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Wednesday, September 29, 2010

North Carolina's Racially Divided Democrats Prepare For 2010 GOP Landslide

Top North Carolina Democrats Warn Of 2010 GOP Landslide

N.C. Senate Majority Leader Martin Nesbitt Tuesday invoked the Republican landslide of 1994 in urging Democrats to take nothing for granted - and go to the polls.

He told the Charlotte Uptown Democrats that changes in election law could help his party avoid a GOP sweep like the one that surprised Democrats 16 years ago.

"We know it can happen now," he said at the Levine Museum of the New South. "That's probably the biggest thing that's different."

Nesbitt, an Asheville Democrat, also touted new figures that show North Carolina led the nation in job gains from July to August and ranked fourth in the country in gains over the last 12 months - numbers that he said argue for continued Democratic leadership in Raleigh.

Nesbitt is the second-ranking Democrat in a Senate where Democrats now control 30 of 50 seats. But seven Democratic incumbents are either retiring or already have gone.

And with polls showing more voter enthusiasm for Republicans, the GOP is confident of picking up at least the six seats that would put them in charge for the first time since 1898.

On Monday the conservative Civitas Institute released a poll that showed Republicans leading Democrats on a generic legislative ballot by 11 percentage points.

John Davis, a pro-business political analyst, predicted Tuesday that if the elections were held now, Republicans would win at least 27 seats and are within reach of 29.

Nesbitt said he believes Democrats will hold most contested races, even those in Republican-leaning districts currently held by Democrats.

"At the end of the day, they're ours," he said. "The only way those people are going to lose is if we don't turn our people out on Election Day."

Nesbitt, who lost a House seat in the 1994 GOP landslide, was joined by Charlotte Mayor Anthony Foxx in urging Democrats to vote. He said unlike 1994, his party has on its side early-voting and same-day registration, which so far have helped Democrats.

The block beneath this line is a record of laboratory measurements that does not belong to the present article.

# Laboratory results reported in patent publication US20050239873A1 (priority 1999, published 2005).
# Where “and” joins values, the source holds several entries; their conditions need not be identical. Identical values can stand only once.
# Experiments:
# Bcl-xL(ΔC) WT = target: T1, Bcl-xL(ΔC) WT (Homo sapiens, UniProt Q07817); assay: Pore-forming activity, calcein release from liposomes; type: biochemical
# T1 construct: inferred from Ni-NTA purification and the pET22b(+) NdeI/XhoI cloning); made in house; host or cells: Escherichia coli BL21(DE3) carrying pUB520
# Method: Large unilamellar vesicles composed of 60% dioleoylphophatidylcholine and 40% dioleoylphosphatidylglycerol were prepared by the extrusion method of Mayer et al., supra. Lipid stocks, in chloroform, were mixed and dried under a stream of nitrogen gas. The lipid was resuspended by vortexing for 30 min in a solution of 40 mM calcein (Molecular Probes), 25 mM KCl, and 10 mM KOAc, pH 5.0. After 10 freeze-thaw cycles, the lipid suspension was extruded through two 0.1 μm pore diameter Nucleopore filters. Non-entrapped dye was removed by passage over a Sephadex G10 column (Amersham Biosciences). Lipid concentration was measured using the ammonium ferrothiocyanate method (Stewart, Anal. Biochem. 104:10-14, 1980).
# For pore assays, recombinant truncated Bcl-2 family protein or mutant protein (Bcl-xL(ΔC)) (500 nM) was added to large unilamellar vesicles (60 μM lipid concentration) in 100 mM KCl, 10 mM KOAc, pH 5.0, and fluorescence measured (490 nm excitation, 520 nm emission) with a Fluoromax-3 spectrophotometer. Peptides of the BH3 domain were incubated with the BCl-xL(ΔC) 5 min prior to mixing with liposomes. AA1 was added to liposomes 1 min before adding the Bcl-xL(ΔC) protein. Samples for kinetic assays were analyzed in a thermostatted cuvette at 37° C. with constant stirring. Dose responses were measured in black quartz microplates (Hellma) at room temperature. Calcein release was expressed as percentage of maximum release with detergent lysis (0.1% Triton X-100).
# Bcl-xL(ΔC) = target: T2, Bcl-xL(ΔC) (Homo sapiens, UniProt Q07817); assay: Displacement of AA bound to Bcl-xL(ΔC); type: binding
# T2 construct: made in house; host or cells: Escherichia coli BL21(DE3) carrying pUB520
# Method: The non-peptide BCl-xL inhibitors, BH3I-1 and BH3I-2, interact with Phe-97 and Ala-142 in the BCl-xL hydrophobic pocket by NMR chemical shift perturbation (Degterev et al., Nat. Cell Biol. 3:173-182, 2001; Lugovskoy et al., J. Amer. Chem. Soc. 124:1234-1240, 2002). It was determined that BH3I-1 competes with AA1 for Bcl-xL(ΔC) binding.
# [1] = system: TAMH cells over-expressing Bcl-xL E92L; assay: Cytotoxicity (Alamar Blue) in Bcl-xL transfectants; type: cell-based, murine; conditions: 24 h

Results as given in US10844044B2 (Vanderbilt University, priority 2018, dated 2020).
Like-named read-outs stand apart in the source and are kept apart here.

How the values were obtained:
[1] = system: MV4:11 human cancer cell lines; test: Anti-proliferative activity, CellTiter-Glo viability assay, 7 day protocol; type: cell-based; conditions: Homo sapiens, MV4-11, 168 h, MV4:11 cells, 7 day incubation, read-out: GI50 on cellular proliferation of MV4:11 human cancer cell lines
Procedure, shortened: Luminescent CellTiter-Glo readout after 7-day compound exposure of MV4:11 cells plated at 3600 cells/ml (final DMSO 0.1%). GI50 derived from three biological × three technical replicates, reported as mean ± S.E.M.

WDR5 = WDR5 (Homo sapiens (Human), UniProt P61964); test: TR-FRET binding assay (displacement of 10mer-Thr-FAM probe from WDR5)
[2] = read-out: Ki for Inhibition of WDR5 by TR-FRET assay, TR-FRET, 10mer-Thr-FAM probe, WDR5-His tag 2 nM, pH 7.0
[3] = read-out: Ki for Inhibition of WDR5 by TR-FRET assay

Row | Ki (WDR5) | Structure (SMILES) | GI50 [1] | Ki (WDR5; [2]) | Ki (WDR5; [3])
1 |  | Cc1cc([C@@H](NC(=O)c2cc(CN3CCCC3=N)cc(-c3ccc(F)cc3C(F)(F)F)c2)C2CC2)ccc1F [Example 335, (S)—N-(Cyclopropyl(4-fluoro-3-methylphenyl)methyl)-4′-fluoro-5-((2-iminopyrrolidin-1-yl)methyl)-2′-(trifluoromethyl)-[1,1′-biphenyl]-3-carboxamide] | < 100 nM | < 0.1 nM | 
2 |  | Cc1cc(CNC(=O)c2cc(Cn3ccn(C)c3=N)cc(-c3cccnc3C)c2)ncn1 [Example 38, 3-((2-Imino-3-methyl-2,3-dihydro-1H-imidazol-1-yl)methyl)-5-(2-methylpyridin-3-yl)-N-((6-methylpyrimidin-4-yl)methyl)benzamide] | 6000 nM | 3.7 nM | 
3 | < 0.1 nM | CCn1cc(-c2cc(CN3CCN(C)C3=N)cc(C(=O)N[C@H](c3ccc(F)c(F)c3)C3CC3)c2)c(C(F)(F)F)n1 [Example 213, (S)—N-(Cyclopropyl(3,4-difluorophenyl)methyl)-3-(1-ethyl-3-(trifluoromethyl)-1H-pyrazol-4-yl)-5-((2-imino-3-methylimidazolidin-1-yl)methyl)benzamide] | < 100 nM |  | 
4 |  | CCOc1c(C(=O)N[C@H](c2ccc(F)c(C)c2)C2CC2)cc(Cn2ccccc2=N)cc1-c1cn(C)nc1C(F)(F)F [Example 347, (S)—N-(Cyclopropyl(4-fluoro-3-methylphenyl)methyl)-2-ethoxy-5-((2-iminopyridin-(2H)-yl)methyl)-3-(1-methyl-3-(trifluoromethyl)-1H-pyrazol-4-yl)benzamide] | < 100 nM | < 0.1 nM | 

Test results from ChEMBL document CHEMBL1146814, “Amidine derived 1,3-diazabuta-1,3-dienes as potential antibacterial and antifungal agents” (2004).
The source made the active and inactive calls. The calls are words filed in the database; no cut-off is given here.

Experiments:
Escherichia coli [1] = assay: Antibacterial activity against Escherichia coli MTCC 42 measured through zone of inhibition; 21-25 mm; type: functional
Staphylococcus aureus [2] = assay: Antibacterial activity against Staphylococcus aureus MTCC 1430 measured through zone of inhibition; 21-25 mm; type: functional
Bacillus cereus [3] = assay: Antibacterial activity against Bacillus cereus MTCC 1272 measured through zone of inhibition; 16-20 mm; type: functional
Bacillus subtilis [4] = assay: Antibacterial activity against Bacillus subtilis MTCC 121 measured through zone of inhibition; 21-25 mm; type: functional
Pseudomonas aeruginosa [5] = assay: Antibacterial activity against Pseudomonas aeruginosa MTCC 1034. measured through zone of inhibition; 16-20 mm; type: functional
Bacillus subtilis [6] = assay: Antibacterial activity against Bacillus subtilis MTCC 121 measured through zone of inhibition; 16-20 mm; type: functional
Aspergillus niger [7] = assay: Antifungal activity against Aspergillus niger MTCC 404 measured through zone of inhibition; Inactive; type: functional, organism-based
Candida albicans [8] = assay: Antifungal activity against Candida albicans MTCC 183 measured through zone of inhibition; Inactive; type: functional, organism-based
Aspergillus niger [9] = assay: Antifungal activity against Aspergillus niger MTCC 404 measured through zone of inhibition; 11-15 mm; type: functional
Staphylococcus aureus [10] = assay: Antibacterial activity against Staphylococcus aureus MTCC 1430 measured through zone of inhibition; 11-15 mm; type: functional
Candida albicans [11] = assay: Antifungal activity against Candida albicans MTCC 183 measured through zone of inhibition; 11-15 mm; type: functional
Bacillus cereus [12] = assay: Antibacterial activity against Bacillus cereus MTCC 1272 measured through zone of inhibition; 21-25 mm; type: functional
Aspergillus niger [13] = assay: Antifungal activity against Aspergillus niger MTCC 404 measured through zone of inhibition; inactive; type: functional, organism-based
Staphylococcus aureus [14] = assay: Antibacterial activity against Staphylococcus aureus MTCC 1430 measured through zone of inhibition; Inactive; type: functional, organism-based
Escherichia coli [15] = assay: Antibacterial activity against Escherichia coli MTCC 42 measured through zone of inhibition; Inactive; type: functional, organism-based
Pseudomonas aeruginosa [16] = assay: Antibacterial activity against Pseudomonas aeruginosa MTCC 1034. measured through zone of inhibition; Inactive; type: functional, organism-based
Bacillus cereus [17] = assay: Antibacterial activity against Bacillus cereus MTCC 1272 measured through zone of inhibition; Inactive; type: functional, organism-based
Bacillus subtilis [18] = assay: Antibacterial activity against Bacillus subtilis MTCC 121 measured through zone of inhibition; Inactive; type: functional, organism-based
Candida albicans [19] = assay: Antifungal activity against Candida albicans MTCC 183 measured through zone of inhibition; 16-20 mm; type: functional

The elections take place in the shadow of a state budget shortfall estimated at $3 billion. Nesbitt said Democrats would ensure that the state deals with that without hurting education - which takes up 57 percent of the budget - and other critical programs. Not so Republicans, he added.

"I guess they would cut $3 billion," said Nesbitt. "And they said they want to cut taxes too, so if they do that they would have to cut more (spending)."

Senate Minority Leader Phil Berger, R-Rockingham, agreed that Republicans would cut spending, but systematically.

"One of the things very easy for them to do is say all those (Republicans) are going to do is slash-and-burn. That's not what we're going to do," Berger said. "I think most folks believe there's a degree of waste and inefficiency in government."

Berger said Republicans would adopt a long-range plan to reduce spending.

Asked later how he would fix the $3 billion shortfall, Nesbitt said he would keep his options open, but called a tax increase "unlikely."

"If we ever start recovering out of this recession, a lot of that will take care of itself," he said.

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Sources:, McClatchy Newspapers, North Carolina General Assembly, Youtube, Google Maps

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